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Saturday, July 2, 2011

Time’s Orwellian Story on U.S. Constitution Refuted by Real Resurgence

Time magazine’s cover story shows the U.S. Constitution and asks, “Does it still matter?” Reading this story, we kept waiting for Emmanuel Goldstein to show up for the Two Minutes of Hate. It was difficult to discern whether we were reading Time, or George Orwell’s 1984.

It portrays the Constitution as an outmoded document that we should ignore to whatever extent is expedient to pursue someone’s vision of a better society: “We cannot let the Constitution become an obstacle to a future with a sensible health care system, a globalized economy, and evolving sense of civil and political rights.”

The story shows all sorts of poll questions that present a false choice, such as, “The 14th Amendment says that any person born in the U.S. automatically becomes a U.S. citizen… Should [it] be revised?” The Citizenship Clause says no such thing, because it adds that anyone not “subject to the jurisdiction” of the U.S. is not a citizen.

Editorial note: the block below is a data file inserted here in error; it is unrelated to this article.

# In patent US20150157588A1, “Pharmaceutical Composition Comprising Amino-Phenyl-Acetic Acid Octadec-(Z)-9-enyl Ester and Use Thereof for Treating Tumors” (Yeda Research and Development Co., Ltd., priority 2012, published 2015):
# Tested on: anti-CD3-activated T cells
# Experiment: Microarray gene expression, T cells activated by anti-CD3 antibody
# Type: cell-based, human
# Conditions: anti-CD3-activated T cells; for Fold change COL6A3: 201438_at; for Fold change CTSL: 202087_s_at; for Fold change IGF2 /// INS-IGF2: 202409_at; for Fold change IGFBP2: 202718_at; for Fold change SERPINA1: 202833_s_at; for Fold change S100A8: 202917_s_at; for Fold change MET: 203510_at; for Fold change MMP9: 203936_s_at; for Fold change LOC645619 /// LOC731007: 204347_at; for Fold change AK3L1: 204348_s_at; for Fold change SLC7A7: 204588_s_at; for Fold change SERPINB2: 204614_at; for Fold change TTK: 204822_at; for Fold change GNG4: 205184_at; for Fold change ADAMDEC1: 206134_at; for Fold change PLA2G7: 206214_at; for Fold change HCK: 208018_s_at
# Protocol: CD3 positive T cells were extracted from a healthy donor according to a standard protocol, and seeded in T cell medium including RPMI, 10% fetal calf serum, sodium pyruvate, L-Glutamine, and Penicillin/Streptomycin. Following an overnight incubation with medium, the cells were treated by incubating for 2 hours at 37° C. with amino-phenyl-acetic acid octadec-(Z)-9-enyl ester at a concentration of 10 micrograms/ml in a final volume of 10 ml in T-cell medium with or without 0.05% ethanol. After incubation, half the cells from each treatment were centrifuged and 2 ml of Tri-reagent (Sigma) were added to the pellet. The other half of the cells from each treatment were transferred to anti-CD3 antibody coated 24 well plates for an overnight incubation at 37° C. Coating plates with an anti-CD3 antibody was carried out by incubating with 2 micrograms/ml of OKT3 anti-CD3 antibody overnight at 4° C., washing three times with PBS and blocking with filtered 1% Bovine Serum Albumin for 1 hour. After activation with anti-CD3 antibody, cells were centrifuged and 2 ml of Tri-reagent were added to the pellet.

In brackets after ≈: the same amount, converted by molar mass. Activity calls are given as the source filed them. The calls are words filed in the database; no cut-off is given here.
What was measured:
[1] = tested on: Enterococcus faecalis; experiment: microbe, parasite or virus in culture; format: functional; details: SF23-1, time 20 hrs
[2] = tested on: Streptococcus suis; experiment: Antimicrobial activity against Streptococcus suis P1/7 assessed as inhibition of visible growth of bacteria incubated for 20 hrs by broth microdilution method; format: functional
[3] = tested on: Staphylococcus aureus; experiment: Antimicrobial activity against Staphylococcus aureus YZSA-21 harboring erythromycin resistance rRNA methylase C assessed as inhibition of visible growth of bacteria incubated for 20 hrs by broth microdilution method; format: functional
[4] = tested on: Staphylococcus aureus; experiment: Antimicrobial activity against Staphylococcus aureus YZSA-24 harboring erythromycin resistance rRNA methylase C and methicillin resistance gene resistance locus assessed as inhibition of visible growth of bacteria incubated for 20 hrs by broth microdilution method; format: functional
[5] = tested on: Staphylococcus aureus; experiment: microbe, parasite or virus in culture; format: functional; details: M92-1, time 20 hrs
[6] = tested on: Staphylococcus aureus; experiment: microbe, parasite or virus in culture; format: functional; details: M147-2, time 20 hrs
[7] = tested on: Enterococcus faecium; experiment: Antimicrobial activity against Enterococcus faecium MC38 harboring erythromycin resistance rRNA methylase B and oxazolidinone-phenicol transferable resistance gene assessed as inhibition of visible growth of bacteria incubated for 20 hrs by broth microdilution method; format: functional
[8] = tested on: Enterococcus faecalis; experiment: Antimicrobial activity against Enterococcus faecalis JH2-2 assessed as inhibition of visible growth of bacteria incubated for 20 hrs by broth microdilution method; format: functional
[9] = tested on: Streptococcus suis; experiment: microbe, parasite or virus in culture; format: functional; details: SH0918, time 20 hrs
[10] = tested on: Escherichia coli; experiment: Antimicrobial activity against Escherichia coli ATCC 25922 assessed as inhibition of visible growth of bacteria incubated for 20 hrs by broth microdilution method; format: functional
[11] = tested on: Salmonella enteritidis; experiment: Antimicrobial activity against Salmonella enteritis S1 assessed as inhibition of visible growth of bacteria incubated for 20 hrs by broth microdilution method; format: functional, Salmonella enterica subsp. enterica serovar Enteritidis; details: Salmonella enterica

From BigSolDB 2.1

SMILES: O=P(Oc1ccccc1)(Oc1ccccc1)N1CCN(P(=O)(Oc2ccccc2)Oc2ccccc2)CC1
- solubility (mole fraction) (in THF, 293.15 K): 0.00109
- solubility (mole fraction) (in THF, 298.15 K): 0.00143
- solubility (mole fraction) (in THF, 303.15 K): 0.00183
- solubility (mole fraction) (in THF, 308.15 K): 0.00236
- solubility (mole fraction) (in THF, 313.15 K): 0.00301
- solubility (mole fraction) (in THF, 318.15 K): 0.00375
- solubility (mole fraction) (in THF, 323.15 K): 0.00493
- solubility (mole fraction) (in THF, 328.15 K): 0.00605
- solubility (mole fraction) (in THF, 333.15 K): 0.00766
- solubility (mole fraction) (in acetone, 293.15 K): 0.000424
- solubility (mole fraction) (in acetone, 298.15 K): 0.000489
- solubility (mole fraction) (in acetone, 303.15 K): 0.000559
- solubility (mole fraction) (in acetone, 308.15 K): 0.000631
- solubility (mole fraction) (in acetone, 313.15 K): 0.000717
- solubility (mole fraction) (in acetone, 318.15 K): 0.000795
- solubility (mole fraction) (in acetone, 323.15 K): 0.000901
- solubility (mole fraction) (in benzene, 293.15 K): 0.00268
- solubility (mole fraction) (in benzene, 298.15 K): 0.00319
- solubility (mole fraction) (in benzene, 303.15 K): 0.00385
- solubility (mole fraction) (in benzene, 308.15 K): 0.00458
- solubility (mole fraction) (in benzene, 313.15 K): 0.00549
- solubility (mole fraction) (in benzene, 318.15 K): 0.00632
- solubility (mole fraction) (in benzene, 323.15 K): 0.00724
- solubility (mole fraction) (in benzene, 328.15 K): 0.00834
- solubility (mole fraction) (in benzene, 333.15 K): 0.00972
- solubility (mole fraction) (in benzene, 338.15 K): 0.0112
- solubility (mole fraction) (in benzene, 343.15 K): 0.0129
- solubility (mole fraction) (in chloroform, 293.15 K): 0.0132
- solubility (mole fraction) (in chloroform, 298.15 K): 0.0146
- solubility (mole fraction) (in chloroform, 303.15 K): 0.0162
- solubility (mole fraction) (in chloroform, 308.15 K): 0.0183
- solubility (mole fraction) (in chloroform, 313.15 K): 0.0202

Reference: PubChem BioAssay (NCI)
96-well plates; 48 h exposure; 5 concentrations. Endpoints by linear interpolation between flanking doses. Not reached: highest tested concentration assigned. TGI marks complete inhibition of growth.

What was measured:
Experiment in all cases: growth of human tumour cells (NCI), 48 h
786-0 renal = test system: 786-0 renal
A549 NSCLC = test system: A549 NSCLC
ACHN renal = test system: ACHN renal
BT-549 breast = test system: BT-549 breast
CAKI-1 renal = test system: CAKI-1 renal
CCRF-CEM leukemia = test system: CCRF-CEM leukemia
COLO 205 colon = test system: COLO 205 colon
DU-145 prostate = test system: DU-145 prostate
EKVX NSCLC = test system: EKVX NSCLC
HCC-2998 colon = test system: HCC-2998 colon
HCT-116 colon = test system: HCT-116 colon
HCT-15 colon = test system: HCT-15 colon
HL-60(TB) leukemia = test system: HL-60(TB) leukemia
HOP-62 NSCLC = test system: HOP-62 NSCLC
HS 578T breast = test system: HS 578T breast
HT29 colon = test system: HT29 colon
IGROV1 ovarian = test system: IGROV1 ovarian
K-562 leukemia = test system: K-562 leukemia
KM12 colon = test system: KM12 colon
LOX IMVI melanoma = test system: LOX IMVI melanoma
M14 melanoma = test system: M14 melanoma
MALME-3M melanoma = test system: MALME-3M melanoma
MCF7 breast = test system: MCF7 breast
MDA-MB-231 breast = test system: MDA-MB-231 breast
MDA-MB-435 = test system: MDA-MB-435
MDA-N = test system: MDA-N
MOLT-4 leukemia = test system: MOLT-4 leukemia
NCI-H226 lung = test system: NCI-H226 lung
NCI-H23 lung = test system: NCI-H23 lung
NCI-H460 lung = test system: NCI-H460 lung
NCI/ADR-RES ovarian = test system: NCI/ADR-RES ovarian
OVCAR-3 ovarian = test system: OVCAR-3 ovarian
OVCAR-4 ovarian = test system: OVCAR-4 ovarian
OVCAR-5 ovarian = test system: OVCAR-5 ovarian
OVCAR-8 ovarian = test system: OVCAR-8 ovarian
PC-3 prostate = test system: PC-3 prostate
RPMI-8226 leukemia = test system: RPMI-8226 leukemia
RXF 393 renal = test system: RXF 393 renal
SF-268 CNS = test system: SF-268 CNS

That’s why children of foreign ambassadors, prisoner soldiers and heads of state born here do not become citizens. Federal law excludes them, but that exclusion would be unconstitutional if what Time said were true (which it’s not). The question is how broad that “jurisdiction” clause is. Could Congress exclude children of illegal aliens? It’s an active debate in legal circles, with no clear answer.

Instead, the questions should have included: “Are you more interested in the Constitution today that you were four years ago?” “Do you agree or disagree with candidates discussing the Constitution more in their campaign speeches this year?” “Are you now aware that the Constitution only vests the federal government with power over specific areas of life, leaving the states sovereign to decide  all other issues?”

Read the rest of the article

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